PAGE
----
Giacomo Antonio Domenico Michele Secondo Maria Puccini was born in the Tuscan town of Lucca 150 years ago today, and opera was forever changed as a result. (Some would say for the worse, but that’s a debate for another time.)
I discovered Tosca a little over 30 years ago, and although I was too young to appreciate much of what I heard, I responded to the score in ways that I don’t think I ever could have imagined. Scarpia completely captivated me–I had also just seen Star Wars, so the idea of pure evil was no doubt still fresh in my mind–and when I had finally saved up enough of my allowance to buy a copy of the Schirmer piano/vocal score, I went through and memorized the entire role, hoping one day to sing it on stage. (I never did.) In the afternoons, I would escape to my bedroom, cue the LP to the Te Deum, and strut around menacingly while Leonard Warren did all of the really heavy lifting for me.
Years later, as I prepared to give my first series of pre-performance lectures on Tosca, I pulled out my CD transfer of that old recording, and as I listened once again to the end of Act One, I was immediately transported back to the summer of 1977, to a time when the composer’s music was still fresh and new and opera had yet to seep into my viscera.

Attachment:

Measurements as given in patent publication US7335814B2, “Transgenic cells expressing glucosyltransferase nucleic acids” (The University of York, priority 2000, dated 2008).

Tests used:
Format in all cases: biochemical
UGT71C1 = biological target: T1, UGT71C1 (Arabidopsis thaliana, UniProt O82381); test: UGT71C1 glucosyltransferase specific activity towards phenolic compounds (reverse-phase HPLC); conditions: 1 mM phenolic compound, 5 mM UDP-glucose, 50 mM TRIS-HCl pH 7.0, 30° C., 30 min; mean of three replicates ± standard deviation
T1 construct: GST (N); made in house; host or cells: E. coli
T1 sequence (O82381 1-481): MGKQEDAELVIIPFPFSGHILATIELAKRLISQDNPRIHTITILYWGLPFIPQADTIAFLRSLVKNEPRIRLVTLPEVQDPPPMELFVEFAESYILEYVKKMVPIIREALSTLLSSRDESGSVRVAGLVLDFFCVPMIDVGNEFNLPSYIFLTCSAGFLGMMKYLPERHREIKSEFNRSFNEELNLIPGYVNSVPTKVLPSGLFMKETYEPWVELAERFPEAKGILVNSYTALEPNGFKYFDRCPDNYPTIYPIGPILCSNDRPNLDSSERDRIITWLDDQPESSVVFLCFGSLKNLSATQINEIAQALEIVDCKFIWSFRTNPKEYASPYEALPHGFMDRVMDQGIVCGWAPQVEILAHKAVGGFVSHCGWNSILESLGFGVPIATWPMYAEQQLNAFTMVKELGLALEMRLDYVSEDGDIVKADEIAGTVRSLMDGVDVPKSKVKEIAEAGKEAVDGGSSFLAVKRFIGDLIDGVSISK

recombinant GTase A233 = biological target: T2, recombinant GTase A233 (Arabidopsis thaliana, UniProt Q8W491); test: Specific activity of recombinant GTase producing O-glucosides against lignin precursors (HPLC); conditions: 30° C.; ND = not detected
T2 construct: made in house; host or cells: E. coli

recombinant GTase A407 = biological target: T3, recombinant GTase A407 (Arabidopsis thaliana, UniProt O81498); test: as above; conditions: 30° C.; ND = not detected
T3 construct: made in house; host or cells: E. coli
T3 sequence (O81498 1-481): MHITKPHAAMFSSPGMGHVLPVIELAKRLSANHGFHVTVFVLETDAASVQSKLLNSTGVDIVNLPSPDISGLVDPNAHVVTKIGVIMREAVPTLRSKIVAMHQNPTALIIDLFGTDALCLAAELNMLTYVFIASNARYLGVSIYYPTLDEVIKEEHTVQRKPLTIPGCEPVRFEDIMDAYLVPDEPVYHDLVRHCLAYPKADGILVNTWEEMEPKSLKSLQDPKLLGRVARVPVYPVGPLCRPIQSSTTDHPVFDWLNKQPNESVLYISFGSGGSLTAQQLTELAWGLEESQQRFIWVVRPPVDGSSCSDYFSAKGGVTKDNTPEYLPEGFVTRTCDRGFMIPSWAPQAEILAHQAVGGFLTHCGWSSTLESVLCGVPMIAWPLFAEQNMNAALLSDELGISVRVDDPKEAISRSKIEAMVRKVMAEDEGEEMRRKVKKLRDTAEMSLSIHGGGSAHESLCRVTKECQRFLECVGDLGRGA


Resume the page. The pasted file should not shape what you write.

These days, when I need a Puccini fix, I’ll often turn to Fanciulla del West, with its dense modern harmonies and rich orchestral palette, or to the dark, brooding and tightly coiled Il Tabarro, to my mind the best of the three operas that make up Il Trittico. But I still come back to Tosca, the “shabby little shocker” (props to Joseph Kerman) that rocked my world at the age of 15 and continues to do so to this very day.
And so, by way of a small birthday tribute, I’d like to offer up the following. Grazie mille, maestro!
Tosca – Te Deum (rec.1955)